Is your manager is always coming down on you and making you feel like you can't do anything right? If so, you probably don't like your job very much — and you're definitely not alone and probably not to blame. New research points the finger at disengaged managers as one of the main culprits for unhappy, unproductive employees. It's costing corporations billions of dollars and professionals their career dreams. Here's what you need to know.
Get your negotiation hats on, ladies, and let's narrow that gender wage gap together. Here are five tips to help you negotiate a fair and equal wage that you definitely deserve … unless, of course, you're satisfied with making roughly 20 percent less than a man for no good reason. Yeah, we didn't think so, either.
Unemployment data can be misleading. One figure alone cannot paint an accurate picture of the current job market because so many variables come into play when trying to really understand the issue. Depending on education, professional experience, location, and industry, the employment picture can look very different.
Working from home comes with its rewards and its challenges. Having more flexibility and control over your life and schedule is a pretty nice perk, but many work-from-home folks find that they miss the camaraderie and socialization of office life – at least, from time to time.
Prefer to work alone? The modern workplace is probably pretty hard on you. Most companies emphasize teamwork these days, as requiring employees to work together is believed to encourage collaboration and increase efficiency and creativity. The good news is that you don't have to a natural team player to see some benefits from (occasional) teamwork.
It's so important to find a partner who understands and appreciates your career goals and supports you throughout the ebbs and flows of the journey. A recent study found that if your significant other possesses this one trait, then your chances of doing well at work are greatly increased. Read on to see if your spouse possesses that special something that may be the key to your career success.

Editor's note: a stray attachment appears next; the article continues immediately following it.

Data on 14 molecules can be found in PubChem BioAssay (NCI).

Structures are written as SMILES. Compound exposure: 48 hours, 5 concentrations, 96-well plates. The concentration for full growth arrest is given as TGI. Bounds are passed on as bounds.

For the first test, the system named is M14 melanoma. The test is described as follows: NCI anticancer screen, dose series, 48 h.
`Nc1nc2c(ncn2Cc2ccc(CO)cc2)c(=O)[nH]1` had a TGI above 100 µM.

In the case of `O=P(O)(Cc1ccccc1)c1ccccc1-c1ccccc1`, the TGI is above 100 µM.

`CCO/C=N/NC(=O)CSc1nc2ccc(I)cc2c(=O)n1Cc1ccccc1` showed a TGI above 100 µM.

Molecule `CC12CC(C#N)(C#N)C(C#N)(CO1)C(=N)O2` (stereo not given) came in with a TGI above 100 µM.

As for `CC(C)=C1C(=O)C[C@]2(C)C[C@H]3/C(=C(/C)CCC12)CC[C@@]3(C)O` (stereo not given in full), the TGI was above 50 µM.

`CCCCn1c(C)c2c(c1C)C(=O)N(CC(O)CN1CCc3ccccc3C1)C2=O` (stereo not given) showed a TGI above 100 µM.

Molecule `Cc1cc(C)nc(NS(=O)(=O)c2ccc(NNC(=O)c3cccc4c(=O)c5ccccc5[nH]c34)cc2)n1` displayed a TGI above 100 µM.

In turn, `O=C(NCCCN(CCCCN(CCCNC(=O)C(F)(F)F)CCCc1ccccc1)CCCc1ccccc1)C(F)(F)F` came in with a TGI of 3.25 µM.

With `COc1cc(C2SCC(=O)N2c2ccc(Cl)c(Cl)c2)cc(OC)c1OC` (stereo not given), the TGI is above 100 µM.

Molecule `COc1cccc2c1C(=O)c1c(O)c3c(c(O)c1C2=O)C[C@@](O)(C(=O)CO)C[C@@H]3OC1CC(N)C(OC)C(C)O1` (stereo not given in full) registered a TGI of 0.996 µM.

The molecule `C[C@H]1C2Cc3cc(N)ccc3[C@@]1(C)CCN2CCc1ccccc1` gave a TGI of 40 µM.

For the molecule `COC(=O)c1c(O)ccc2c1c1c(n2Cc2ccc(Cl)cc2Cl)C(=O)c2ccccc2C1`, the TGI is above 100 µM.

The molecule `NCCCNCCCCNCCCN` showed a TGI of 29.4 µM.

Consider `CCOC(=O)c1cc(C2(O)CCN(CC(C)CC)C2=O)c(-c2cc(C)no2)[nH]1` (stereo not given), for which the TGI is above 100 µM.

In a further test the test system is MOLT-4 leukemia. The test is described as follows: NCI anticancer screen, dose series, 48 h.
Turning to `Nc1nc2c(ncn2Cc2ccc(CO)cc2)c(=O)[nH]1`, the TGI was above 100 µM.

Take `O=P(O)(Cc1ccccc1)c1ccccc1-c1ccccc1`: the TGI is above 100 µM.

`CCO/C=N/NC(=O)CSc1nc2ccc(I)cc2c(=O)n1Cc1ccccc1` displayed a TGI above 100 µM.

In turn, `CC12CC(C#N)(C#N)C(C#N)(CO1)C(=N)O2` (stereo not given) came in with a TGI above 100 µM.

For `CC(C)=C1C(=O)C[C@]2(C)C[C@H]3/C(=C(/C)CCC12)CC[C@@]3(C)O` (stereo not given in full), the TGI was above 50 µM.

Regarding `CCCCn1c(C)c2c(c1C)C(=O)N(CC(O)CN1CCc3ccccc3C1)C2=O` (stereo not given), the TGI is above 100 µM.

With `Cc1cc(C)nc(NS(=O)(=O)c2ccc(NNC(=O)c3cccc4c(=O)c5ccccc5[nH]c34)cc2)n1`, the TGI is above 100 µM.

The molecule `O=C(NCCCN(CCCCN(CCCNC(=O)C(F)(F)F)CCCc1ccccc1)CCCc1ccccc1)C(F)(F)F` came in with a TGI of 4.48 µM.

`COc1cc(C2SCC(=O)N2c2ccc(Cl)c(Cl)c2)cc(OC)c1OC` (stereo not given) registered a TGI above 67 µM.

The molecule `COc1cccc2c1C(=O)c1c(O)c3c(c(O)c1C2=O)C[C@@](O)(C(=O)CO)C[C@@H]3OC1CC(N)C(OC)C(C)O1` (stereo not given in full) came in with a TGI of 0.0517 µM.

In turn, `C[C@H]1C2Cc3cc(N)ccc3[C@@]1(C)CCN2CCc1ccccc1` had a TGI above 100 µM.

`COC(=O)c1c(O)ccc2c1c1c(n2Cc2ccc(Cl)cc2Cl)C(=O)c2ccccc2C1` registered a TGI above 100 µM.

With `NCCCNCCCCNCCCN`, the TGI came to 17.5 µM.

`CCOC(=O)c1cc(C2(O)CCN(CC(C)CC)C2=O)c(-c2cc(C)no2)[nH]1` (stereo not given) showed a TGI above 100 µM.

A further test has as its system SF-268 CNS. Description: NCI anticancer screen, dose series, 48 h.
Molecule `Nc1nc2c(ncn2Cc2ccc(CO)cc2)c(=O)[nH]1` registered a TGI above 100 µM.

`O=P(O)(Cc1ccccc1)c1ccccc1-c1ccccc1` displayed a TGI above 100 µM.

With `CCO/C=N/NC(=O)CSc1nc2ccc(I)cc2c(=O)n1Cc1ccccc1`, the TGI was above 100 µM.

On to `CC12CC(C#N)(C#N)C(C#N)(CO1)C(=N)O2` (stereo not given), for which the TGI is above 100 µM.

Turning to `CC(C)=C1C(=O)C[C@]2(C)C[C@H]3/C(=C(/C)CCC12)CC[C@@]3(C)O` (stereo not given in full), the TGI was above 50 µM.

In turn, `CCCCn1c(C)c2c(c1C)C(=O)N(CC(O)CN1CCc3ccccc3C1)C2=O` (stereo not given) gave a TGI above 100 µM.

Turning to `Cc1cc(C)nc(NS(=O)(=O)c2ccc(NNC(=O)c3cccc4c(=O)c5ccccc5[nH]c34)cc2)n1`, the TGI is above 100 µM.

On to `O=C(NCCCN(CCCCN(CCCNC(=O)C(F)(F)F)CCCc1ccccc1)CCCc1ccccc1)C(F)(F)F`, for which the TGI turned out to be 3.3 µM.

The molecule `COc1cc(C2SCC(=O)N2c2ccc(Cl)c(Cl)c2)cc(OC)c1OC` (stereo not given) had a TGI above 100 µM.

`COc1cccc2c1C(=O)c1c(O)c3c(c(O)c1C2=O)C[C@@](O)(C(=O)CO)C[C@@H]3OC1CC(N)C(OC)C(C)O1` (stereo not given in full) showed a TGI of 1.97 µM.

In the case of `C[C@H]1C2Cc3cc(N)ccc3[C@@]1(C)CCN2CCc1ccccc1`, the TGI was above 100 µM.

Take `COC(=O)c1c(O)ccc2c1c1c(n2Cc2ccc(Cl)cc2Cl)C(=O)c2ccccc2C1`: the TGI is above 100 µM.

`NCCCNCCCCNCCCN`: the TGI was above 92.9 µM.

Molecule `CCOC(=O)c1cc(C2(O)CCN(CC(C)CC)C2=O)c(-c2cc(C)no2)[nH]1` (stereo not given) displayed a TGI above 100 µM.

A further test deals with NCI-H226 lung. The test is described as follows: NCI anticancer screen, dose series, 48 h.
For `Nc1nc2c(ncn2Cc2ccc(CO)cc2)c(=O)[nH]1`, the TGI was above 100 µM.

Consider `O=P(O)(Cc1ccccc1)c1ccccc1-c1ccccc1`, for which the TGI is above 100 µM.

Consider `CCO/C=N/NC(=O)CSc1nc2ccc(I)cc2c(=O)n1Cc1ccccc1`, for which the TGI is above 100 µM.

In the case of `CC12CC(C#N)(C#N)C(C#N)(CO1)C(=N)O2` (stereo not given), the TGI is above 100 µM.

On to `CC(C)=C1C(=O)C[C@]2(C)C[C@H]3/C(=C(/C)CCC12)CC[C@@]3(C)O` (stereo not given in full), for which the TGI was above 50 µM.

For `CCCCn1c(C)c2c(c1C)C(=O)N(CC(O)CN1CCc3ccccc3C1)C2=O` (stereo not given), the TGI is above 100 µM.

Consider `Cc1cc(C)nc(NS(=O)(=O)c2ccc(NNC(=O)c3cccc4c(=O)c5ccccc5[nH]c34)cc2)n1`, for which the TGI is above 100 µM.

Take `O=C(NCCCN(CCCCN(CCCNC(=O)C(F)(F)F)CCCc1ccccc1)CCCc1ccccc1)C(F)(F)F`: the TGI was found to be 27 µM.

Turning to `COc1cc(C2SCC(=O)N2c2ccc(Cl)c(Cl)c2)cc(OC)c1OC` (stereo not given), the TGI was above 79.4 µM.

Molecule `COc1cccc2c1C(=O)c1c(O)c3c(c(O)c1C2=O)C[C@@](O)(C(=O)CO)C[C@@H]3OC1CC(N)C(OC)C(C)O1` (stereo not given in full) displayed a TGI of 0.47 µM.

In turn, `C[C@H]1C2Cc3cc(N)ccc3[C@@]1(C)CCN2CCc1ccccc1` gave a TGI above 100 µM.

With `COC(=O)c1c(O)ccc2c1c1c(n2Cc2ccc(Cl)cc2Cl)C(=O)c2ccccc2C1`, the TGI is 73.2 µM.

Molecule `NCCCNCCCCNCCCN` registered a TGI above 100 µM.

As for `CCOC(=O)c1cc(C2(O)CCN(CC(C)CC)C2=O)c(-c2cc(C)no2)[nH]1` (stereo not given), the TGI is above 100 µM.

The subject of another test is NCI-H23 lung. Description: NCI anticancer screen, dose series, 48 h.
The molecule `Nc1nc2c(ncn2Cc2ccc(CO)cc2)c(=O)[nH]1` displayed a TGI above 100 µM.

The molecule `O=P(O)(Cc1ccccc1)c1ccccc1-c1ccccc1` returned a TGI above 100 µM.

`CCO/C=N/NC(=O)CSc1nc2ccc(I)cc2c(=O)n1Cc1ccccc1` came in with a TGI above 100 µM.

Want to make your parents (or grandparents) roll their eyes all the way back into their heads at your next family gathering? Tell them that it's now OK – at a few companies, at least – to wear sweatpants to the office.
Getting ready to graduate? Congratulations! Leaving for some other reason? Keep reading: this blog post is for you, too.
What makes a person successful? A variety of factors help, including a good academic record, solid work experience, and networking connections who are willing to help open doors. But when it comes to really making your mark in your chosen field, you'll need more than that. Emotional intelligence can make all the difference.
For most of us, spring is a happy time; March and April are months signifying the promise of barbecues, blooming flowers, and beach weather. But for the high school seniors around the country racing to their mailboxes every day after school to check for acceptance or rejection letters from their dream schools, March and April are months that will impact the rest of their lives.
Even if you're a raving extrovert who loves meeting new people and does well under pressure, you probably don't love job interviews. They're such a tricky dance: simultaneously, job interviews ask you to impress a stranger, answer complex questions, and try to figure out from a short conversation whether or not you want to work there. This week's roundup focuses on career advice that helps you avoid the pitfalls of job interviewing.
How is it that science, technology, engineering, and math (STEM) companies can find solutions for some of the world's most complex problems, but they can't seem to solve the gender bias issue that keeps women out of STEM careers? According to new research, it's because we, as a culture, don't know that there's even a problem – it's unconscious, and we're all to blame.
Remember that time you worked yourself into a hypochondriac frenzy, and wound up spending the whole afternoon at the office surfing WebMD and trying to figure out if people get cholera anymore? As it turns out, Bill the IT guy — or even your CEO — may have been assessing your risks at the same time in a very different way for very different reasons.